And then it was noon and the woman of Samaria came by herself to draw water. She was avoiding the people of the town. She knows they will judge her. I can think to myself, “Oh those people, judging someone like that, so harshly.”
But would I be different? How would I be as one of the other people in the town? Would I have befriended her the way Jesus did? Would I want to be even seen at the well with her? We are so quick to judge, so quick to scorn. If we isolate her and see her sins so clearly, it helps us feel better about our own. And when we hear five husbands, don’t we tend to blame her?
What does Jesus do? He sits down and asks her for some water. Would I have accepted water from her? Maybe I wouldn’t have even looked at her! She is a sinner!
I am judging her more harshly than God does! Jesus simply loves her as a sinner. We judge her and isolate her! We don’t speak to her.
And what makes us condemn her more harshly than Jesus does? It might be because we can’t comprehend how absolutely loved we are by God. We think in our minds, not our hearts, and our minds tell us that we know how we love, and God must love us the same way. We love carefully. We love as people deserve. We know how people have treated us in the past and we adapt our love accordingly.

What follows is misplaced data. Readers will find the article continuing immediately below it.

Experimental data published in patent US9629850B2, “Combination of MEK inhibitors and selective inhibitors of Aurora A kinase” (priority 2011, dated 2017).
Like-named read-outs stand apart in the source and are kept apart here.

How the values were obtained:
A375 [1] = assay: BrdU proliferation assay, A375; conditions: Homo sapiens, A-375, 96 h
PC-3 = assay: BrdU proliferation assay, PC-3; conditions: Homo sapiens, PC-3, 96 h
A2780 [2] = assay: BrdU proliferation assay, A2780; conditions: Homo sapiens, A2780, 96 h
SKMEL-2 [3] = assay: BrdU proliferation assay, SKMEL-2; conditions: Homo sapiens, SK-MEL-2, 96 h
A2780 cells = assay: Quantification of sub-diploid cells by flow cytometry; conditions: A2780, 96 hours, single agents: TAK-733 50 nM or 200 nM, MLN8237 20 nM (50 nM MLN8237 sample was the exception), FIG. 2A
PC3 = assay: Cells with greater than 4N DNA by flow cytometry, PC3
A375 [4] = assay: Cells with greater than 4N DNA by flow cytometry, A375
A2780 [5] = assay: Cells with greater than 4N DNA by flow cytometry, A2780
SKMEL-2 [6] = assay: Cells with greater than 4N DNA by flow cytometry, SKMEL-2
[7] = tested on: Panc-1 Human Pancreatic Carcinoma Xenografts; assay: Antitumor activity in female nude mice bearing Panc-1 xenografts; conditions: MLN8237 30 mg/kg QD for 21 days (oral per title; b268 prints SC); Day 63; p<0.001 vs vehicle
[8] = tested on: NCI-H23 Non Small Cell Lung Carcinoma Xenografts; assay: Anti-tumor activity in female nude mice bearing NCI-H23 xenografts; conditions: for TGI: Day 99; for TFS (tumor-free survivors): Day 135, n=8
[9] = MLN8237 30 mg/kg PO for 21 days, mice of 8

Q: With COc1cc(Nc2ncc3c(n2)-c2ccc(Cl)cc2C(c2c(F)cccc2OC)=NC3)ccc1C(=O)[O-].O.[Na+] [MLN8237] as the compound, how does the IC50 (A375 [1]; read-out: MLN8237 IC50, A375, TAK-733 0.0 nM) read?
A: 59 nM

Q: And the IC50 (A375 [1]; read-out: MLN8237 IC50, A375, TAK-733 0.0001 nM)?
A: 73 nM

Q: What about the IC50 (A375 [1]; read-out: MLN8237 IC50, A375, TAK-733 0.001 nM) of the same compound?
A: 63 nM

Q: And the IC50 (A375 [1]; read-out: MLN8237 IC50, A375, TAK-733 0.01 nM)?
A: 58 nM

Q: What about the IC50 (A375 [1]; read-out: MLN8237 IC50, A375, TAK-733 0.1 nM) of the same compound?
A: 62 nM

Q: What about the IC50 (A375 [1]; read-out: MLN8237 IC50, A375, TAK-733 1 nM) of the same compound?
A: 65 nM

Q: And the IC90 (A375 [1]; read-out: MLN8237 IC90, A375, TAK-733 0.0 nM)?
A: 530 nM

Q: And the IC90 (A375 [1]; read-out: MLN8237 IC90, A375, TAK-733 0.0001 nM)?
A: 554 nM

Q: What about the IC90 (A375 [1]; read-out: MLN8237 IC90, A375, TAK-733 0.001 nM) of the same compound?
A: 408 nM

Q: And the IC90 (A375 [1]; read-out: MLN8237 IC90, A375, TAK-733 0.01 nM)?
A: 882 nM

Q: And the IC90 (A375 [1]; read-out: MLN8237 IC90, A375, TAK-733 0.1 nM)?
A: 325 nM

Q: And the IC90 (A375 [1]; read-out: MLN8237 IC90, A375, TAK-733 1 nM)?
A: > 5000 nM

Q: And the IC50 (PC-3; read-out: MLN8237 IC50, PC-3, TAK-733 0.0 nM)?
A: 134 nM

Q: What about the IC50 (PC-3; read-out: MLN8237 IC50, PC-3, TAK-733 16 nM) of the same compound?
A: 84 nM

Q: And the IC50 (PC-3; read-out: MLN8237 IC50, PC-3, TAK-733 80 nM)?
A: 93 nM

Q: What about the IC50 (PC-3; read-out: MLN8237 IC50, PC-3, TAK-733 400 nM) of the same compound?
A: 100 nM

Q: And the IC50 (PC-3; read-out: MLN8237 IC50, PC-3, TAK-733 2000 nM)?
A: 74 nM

It’s a very human way of loving, and it is imperfect because we are imperfect as people. But God loves in a whole different dimension of time and space that we can’t understand. God loves endlessly and without regard to what we have done.
The best analogy I have for the way God loves us is parenthood. If you are a parent, you understand what it means to love and forgive your child over and over again. I’m not saying they don’t drive us crazy sometimes, but no matter what they do, you can’t stop loving them. We look at the prodigal son and his guilt over what he did to his father. He decides to go home, and practices an apology on the way home. He doesn’t expect his father to forgive him.